Friday, June 8, 2007

Questions about Graduate Programs

The meeting today with the professor from UNC went well, but he said something that...scared me a bit. He said that over 120 people applied for the graduate program at UNC for religious studies, 7 were accepted, 1 in my field. Wow. 1?! I've gotten the same response from Yale (in significantly less nice terms. I basically felt like Yale was saying, "You have a snowball's chance in hell of getting in here. Apply elsewhere....but, we'll take your application money if you want to throw it away.")

So, I need to start gathering together school's that are perhaps 2nd tier. Backup schools, I suppose, just in case I don't get in to my top-choice schools, like Duke (although I've been reading some Joel Osteen and naming and proclaiming a Ph.D from Duke, so I think I'm in). What I'm looking for:

1) A good New Testament staff/scholar - My particular interests are in the historical transmission of the NT text, patristic hermeneutics, and early christian history.

2) A program with pretty significant funding - I've worked 40+ hrs my entire undergraduate career much to the chagrin of my GPA (the most scholarship money a single white male can get from Southeastern is 300 dollars a FAFSA is accepted). I would actually rather the funding be based on being a TA or something along those lines. I'm willing to grade papers until my hand falls off if the school's willing to help me out. But I'd like to have a chance to just be a student. I know this sounds odd...when most people my age are concerned with partying and chasing down people of the opposite sex, all I want to do is study and research. Unfortunately, having won the genetic lottery, I'm constantly plagued by the ladies chasing me. It ain't easy being pretty.


Patrick George McCullough said...

A note on Fuller. If you wanted to use it to get your masters and then hop on to a bigger name school for the PhD, people do it all the time.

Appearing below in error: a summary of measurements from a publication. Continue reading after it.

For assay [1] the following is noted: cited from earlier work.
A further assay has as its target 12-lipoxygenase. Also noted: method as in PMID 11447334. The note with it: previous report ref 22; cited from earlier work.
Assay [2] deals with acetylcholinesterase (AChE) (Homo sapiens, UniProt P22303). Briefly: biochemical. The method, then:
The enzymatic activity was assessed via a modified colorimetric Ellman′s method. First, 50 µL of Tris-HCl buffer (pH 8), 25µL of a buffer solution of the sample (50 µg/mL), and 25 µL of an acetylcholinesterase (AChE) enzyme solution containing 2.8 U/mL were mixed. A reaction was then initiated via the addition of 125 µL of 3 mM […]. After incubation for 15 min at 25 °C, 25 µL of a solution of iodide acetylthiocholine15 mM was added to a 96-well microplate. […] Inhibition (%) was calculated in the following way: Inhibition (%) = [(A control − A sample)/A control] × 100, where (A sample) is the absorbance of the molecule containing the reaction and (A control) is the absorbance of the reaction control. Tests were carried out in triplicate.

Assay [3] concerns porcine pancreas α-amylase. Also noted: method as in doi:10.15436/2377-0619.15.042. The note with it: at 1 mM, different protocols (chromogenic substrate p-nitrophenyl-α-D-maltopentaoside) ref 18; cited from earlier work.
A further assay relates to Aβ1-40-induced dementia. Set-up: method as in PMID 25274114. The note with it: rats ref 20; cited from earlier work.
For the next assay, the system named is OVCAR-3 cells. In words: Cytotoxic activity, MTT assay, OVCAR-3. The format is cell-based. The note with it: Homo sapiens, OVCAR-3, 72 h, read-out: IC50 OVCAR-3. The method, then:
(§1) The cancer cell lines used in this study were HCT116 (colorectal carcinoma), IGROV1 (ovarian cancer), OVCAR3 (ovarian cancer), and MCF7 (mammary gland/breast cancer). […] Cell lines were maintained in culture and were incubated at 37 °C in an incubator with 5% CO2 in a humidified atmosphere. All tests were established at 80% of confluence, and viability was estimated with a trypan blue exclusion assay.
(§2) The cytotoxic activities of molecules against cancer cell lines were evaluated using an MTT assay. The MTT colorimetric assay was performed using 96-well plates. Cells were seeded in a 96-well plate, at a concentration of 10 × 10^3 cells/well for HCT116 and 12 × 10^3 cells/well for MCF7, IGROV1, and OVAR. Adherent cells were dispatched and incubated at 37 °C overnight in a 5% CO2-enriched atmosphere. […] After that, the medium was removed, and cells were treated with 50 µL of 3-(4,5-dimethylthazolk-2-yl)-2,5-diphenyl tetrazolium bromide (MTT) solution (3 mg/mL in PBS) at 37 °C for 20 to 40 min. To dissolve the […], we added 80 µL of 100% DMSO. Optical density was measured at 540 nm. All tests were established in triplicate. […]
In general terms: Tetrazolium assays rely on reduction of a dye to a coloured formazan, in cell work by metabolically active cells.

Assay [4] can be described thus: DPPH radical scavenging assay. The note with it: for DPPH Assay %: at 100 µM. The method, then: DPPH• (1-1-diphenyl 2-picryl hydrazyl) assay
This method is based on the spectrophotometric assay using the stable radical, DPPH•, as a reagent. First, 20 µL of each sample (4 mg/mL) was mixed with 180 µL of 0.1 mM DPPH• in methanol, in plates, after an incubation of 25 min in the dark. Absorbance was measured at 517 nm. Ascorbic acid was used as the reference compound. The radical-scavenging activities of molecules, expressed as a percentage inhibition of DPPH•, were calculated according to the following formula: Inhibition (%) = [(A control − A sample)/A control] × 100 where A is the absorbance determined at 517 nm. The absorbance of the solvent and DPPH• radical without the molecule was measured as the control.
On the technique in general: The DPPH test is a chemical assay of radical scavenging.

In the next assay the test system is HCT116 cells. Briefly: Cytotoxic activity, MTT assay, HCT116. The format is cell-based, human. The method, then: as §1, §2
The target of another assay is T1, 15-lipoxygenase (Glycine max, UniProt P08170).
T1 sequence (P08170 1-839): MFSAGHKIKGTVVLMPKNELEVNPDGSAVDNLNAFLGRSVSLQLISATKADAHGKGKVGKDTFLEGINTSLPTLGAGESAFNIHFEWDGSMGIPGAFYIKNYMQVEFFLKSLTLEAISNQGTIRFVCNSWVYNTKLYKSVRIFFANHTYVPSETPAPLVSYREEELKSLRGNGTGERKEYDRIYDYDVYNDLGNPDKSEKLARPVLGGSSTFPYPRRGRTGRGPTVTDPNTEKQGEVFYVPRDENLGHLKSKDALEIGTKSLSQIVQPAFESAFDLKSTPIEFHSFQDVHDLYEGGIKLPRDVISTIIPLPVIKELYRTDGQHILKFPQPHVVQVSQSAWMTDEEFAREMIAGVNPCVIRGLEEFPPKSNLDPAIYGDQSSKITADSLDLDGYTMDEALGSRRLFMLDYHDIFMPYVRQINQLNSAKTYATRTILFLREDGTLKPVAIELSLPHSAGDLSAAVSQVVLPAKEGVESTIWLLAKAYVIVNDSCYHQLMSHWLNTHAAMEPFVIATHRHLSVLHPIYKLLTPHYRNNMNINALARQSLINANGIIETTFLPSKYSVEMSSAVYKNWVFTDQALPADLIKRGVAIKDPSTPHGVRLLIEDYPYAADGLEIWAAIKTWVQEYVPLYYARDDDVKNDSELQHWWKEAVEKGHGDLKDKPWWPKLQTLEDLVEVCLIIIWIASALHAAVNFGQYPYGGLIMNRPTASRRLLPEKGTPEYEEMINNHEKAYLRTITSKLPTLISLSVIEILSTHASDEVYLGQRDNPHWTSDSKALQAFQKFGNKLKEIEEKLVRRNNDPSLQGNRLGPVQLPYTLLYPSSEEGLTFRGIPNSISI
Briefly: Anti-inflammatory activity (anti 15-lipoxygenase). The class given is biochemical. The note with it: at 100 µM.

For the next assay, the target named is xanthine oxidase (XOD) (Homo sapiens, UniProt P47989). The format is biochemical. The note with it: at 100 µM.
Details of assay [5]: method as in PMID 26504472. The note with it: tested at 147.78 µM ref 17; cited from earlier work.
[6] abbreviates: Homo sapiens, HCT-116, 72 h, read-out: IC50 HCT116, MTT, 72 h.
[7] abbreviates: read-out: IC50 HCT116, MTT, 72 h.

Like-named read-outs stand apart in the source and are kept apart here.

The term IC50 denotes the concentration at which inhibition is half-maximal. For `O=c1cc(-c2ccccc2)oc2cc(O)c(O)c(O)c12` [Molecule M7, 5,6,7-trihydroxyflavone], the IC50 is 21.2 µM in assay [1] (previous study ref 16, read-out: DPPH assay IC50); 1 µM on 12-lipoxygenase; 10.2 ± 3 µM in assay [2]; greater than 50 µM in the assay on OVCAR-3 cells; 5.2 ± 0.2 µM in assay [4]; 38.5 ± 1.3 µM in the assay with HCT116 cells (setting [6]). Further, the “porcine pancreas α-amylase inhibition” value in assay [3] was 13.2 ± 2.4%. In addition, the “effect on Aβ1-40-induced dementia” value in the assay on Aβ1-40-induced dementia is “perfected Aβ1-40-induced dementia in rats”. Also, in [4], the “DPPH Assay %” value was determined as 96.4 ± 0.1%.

I think the Thompson tag-team here would be of interest to you: Marianne Meye Thompson and John Thompson (he might especially be up your alley regarding the patristic hermeneutics issue). They both went to Duke for the doctoral work, btw. What's more, they are great teachers who will push you to be a better writer and researcher. We will also be getting a new NT faculty person in the fall who is a BIG name (I don't think it's public knowledge yet... so I'm not going to let the cat out of the bag), this person's got a strong emphasis on NT theology, though.

On funding: not great. You'd probably have to get a job. And housing is pricey (though, we found a place that is practically rent free!)

On women: there are lots of intelligent and attractive young women at Fuller (especially with three schools), but I'm sure you could find places to hide your irresistible charisma.

Alex said...

There was a list that went around the blogosphere a while back on the best programs and all I remember is that Duke and Notre Dame topped the list. So you might consider looking at Notre Dame.

Brian said...

what about Wheaton. There are other universites out there - one of my profs went to St Louis University and he was awesome.

I agree too with considering doing an MA or MDiv at a seminary and then go on to PhD work elsewhere. Fuller can be a good school- but so could Gordon-Conwell or even Wheaton (MA only - Wheaton has free tuition for the 6 PhD students they accept each year) or Biola, Beeson, the list goes on.

How about one of the British schools? U of Aberdeen, Sheffield, Durham, St Andrews, Wales, etc. Interestinly, many of the good profs in the States went to British schools.

Scott Bailey said...

I believe the list Alex is talking about was on Jim West's site around early May (if you are looking).

Anonymous said...

Dallas Theological Seminary might be a good match, at least for point one.

I think Wallace (tc) and Bingham (patristic interpretation) might be a perfect match for your interests.


Josh McManaway said...

I actually spoke with Drs Bock and Wallace when they were here for a conference. The issue is that they won't have the funding I need and...I was pretty much told by someone that if I wanted to teach in a University setting, I should probably not attend DTS. But, honestly, if they had better funding, it would be at the top of my list.